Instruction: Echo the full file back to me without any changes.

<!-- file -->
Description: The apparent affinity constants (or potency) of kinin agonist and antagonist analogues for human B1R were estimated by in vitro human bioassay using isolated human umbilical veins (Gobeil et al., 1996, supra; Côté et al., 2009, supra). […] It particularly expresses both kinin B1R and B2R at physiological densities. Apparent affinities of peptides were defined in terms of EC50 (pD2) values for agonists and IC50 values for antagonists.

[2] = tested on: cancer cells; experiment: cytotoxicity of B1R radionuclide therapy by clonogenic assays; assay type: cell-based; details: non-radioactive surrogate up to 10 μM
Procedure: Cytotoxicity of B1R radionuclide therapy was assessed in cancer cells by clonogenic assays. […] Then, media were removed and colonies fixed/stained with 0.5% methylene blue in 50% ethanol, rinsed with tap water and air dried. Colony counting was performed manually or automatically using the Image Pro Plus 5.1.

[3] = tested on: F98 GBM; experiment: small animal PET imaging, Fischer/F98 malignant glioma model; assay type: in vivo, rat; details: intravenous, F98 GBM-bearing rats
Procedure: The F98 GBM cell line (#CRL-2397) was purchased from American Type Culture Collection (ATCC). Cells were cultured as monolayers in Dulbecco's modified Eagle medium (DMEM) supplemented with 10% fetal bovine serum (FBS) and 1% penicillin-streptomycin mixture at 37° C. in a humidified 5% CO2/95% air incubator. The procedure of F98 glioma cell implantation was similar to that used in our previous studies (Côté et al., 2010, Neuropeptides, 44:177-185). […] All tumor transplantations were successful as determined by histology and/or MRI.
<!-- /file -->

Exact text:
Description: The apparent affinity constants (or potency) of kinin agonist and antagonist analogues for human B1R were estimated by in vitro human bioassay using isolated human umbilical veins (Gobeil et al., 1996, supra; Côté et al., 2009, supra). […] It particularly expresses both kinin B1R and B2R at physiological densities. Apparent affinities of peptides were defined in terms of EC50 (pD2) values for agonists and IC50 values for antagonists.

[2] = tested on: cancer cells; experiment: cytotoxicity of B1R radionuclide therapy by clonogenic assays; assay type: cell-based; details: non-radioactive surrogate up to 10 μM
Procedure: Cytotoxicity of B1R radionuclide therapy was assessed in cancer cells by clonogenic assays. […] Then, media were removed and colonies fixed/stained with 0.5% methylene blue in 50% ethanol, rinsed with tap water and air dried. Colony counting was performed manually or automatically using the Image Pro Plus 5.1.

[3] = tested on: F98 GBM; experiment: small animal PET imaging, Fischer/F98 malignant glioma model; assay type: in vivo, rat; details: intravenous, F98 GBM-bearing rats
Procedure: The F98 GBM cell line (#CRL-2397) was purchased from American Type Culture Collection (ATCC). Cells were cultured as monolayers in Dulbecco's modified Eagle medium (DMEM) supplemented with 10% fetal bovine serum (FBS) and 1% penicillin-streptomycin mixture at 37° C. in a humidified 5% CO2/95% air incubator. The procedure of F98 glioma cell implantation was similar to that used in our previous studies (Côté et al., 2010, Neuropeptides, 44:177-185). […] All tumor transplantations were successful as determined by histology and/or MRI.